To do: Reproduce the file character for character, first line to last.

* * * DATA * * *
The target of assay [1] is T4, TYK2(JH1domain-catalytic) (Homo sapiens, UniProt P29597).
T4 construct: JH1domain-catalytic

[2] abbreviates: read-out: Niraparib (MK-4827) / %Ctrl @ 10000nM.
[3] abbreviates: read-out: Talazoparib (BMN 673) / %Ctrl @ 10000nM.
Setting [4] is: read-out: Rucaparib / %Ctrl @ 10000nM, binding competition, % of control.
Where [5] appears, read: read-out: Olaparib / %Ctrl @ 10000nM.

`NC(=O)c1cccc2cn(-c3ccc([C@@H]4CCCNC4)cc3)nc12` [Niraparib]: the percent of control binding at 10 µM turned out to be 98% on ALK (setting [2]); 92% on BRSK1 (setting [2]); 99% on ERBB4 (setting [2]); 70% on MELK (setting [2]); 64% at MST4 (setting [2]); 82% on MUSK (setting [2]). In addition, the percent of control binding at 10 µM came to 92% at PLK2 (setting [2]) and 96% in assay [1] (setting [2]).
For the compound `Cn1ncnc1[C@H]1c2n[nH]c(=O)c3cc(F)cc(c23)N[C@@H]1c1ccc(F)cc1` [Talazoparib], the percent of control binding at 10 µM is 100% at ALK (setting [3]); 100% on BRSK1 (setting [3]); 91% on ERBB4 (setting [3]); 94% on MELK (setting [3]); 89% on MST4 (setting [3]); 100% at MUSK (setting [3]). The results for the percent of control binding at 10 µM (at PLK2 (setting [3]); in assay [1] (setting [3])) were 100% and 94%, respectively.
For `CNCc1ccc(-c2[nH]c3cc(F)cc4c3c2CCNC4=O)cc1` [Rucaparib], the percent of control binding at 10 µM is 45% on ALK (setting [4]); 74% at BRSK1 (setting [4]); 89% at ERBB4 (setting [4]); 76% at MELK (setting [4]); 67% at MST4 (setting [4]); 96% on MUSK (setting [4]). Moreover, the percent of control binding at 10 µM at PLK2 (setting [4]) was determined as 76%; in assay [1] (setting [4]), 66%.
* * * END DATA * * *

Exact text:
The target of assay [1] is T4, TYK2(JH1domain-catalytic) (Homo sapiens, UniProt P29597).
T4 construct: JH1domain-catalytic

[2] abbreviates: read-out: Niraparib (MK-4827) / %Ctrl @ 10000nM.
[3] abbreviates: read-out: Talazoparib (BMN 673) / %Ctrl @ 10000nM.
Setting [4] is: read-out: Rucaparib / %Ctrl @ 10000nM, binding competition, % of control.
Where [5] appears, read: read-out: Olaparib / %Ctrl @ 10000nM.

`NC(=O)c1cccc2cn(-c3ccc([C@@H]4CCCNC4)cc3)nc12` [Niraparib]: the percent of control binding at 10 µM turned out to be 98% on ALK (setting [2]); 92% on BRSK1 (setting [2]); 99% on ERBB4 (setting [2]); 70% on MELK (setting [2]); 64% at MST4 (setting [2]); 82% on MUSK (setting [2]). In addition, the percent of control binding at 10 µM came to 92% at PLK2 (setting [2]) and 96% in assay [1] (setting [2]).
For the compound `Cn1ncnc1[C@H]1c2n[nH]c(=O)c3cc(F)cc(c23)N[C@@H]1c1ccc(F)cc1` [Talazoparib], the percent of control binding at 10 µM is 100% at ALK (setting [3]); 100% on BRSK1 (setting [3]); 91% on ERBB4 (setting [3]); 94% on MELK (setting [3]); 89% on MST4 (setting [3]); 100% at MUSK (setting [3]). The results for the percent of control binding at 10 µM (at PLK2 (setting [3]); in assay [1] (setting [3])) were 100% and 94%, respectively.
For `CNCc1ccc(-c2[nH]c3cc(F)cc4c3c2CCNC4=O)cc1` [Rucaparib], the percent of control binding at 10 µM is 45% on ALK (setting [4]); 74% at BRSK1 (setting [4]); 89% at ERBB4 (setting [4]); 76% at MELK (setting [4]); 67% at MST4 (setting [4]); 96% on MUSK (setting [4]). Moreover, the percent of control binding at 10 µM at PLK2 (setting [4]) was determined as 76%; in assay [1] (setting [4]), 66%.